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The external carotid artery is a large blood vessel responsible for delivering blood to the neck and head. Arising from the common carotid artery, which branches off from the aorta via the brachiocephalic artery, it originates high in the neck and runs up the side of the jaw toward the front of the earlobe. Like the internal carotid artery, which also branches off from the common carotid, the external carotid artery brings oxygenated, nutrient-rich blood from the heart and lungs to structures in the neck like the thyroid and larynx, to the face, and to the cranium.
This vessel splits off from the common carotid artery near the top of the thyroid cartilage or Adam’s apple, aligning with the ear on either side of the neck. From here it ascends, curves slightly forward, and then, as it approaches the curve of the mandible or jawbone, turns slightly backward. After passing vertically behind the mandible and reaching the point where the earlobe meets the jawbone, the external carotid artery divides into two new arteries, the superficial temporal and maxillary arteries. This division occurs within the parotid gland, the large salivary gland situated to either end of the jawbone. The superficial temporal artery goes on to supply blood to the cranium and is visible in the temples, while the maxillary artery curves forward to bring blood to the face.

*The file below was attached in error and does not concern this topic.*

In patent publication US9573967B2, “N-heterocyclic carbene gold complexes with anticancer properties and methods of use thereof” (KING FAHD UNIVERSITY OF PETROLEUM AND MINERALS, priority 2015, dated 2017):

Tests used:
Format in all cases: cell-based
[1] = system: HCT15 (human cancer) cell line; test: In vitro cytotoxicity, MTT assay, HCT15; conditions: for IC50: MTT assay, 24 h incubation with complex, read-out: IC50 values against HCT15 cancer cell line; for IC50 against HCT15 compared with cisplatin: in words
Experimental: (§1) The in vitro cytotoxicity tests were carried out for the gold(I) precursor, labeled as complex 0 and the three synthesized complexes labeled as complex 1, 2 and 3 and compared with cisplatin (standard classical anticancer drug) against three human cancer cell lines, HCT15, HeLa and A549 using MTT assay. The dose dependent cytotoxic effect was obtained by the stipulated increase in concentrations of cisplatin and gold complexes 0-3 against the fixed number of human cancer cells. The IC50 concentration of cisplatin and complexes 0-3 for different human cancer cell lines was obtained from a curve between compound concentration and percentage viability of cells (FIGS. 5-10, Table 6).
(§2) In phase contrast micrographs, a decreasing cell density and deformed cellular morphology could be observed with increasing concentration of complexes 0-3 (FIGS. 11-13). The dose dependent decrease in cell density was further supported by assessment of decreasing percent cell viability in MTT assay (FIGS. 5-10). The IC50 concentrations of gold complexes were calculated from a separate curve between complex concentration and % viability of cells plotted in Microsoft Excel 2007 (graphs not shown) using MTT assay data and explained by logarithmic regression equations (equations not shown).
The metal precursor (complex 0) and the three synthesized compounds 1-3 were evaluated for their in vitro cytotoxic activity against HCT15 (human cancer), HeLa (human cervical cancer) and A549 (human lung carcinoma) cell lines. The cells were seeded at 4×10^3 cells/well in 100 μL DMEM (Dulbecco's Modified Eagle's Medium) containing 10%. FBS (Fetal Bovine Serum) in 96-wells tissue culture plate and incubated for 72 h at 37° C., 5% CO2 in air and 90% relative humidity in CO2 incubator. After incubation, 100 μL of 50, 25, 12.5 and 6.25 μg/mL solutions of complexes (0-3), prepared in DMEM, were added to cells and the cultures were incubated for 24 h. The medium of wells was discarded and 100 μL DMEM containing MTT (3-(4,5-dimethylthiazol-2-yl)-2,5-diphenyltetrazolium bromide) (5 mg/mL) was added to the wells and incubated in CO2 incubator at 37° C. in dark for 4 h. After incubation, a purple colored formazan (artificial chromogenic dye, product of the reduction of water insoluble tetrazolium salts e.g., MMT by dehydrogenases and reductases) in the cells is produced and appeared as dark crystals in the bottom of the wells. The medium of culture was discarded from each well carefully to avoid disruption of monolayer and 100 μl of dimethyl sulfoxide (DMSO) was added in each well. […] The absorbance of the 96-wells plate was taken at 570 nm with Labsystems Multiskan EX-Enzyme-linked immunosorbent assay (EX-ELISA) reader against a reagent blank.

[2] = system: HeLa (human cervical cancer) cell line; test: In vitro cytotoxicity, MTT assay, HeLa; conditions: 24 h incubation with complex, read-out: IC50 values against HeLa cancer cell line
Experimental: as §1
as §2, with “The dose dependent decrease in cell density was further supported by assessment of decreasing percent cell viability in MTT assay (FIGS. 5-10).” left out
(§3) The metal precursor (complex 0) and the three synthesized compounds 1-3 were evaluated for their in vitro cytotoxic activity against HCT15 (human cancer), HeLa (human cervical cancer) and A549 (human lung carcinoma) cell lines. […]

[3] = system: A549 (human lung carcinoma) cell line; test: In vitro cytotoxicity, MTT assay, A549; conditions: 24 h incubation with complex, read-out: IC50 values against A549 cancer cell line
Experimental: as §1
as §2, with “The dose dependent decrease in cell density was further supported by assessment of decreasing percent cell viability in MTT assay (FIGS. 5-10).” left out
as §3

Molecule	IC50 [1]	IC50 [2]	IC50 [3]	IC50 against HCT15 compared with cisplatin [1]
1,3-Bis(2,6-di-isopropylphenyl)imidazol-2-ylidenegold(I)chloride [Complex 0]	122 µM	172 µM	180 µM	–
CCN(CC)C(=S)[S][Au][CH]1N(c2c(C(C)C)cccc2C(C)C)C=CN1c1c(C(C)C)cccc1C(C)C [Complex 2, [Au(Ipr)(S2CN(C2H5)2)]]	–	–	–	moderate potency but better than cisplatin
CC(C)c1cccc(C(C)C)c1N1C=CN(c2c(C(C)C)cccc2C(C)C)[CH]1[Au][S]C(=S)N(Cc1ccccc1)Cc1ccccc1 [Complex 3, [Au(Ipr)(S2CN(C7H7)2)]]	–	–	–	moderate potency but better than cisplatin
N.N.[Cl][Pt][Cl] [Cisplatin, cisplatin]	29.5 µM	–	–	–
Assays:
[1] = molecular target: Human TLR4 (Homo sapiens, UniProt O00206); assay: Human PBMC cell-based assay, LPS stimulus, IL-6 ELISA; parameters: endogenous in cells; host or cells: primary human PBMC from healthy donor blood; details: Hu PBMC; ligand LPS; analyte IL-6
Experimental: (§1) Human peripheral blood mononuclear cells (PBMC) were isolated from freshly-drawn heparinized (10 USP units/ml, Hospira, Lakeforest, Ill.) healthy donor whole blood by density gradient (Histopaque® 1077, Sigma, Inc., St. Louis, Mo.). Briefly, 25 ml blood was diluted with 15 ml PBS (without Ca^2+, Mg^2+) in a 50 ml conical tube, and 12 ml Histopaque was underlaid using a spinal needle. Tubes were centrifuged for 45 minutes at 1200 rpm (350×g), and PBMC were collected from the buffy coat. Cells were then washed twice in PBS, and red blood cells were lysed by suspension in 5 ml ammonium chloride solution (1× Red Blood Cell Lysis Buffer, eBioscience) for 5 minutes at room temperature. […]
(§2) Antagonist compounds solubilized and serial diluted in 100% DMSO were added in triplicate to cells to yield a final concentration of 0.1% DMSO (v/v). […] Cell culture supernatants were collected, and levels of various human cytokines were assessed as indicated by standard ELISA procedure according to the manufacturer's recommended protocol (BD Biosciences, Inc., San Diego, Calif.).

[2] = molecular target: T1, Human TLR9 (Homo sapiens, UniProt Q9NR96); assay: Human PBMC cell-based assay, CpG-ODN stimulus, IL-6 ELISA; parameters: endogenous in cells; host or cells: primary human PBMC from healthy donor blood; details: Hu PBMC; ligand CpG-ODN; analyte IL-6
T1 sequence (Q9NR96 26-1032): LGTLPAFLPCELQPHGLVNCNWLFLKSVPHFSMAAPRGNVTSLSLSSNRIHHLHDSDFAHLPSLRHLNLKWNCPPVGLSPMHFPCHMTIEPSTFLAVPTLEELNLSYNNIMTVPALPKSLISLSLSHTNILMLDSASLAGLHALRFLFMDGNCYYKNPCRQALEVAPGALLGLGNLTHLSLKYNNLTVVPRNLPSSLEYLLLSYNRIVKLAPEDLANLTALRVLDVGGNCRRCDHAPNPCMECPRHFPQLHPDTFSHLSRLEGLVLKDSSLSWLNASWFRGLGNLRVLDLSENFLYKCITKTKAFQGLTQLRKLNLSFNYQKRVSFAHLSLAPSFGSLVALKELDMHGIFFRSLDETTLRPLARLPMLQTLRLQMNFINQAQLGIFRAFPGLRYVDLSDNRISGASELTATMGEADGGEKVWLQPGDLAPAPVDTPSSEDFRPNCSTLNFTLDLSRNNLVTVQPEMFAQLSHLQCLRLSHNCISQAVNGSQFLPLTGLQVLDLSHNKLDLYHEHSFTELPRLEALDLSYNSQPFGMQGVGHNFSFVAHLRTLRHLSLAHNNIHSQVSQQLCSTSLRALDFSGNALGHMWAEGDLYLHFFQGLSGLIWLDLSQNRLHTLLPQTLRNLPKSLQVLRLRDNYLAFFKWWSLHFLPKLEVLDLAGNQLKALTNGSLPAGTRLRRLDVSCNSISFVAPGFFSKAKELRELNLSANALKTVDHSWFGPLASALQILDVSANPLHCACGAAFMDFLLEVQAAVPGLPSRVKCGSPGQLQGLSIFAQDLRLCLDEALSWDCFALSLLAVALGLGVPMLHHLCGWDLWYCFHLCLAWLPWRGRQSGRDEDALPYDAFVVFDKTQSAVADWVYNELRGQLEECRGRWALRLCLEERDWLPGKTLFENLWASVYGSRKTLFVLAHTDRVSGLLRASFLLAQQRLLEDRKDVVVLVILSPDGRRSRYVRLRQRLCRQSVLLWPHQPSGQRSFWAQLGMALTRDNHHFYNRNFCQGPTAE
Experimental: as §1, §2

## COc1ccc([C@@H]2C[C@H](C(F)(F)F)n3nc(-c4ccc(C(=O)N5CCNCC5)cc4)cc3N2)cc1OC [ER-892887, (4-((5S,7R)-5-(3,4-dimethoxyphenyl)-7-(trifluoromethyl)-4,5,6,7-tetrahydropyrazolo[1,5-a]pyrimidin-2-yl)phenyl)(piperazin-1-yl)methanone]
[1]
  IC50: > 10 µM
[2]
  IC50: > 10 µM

Relevant to doctors, emergency medical technicians (EMTs), and other practitioners of cardiopulmonary resuscitation (CPR), the external carotid artery is the blood vessel that is often manually palpated to determine if an individual has a pulse. This vessel is the preferred point on the body for measuring pulse largely due to its proximity to the surface of the skin and accessibility—it is rarely obstructed by clothing or other objects. In addition to the skin the external carotid is layered beneath subcutaneous body fat, if present, the platymus and sternocleidomastoid muscles, and the fascia or fibrous tissue encasing these muscles. No bones, cartilage, or organs block access to this artery.
A few structures do cross the external carotid artery at some point along its length. These include the narrow stylohyoideus and digastricus muscles, which cross the neck obliquely under the jaw, the hypoglossal nerve, which innervates the tongue, and several veins exiting the head and neck. In addition, several new arteries branch off the artery along its length before it terminates, vessels like the superior thyroid, lingual, facial, ascending pharyngeal, occipital, and posterior auricular arteries, which transport oxygen-rich blood to the thyroid, larynx, face, throat, skull, and ears, respectively.
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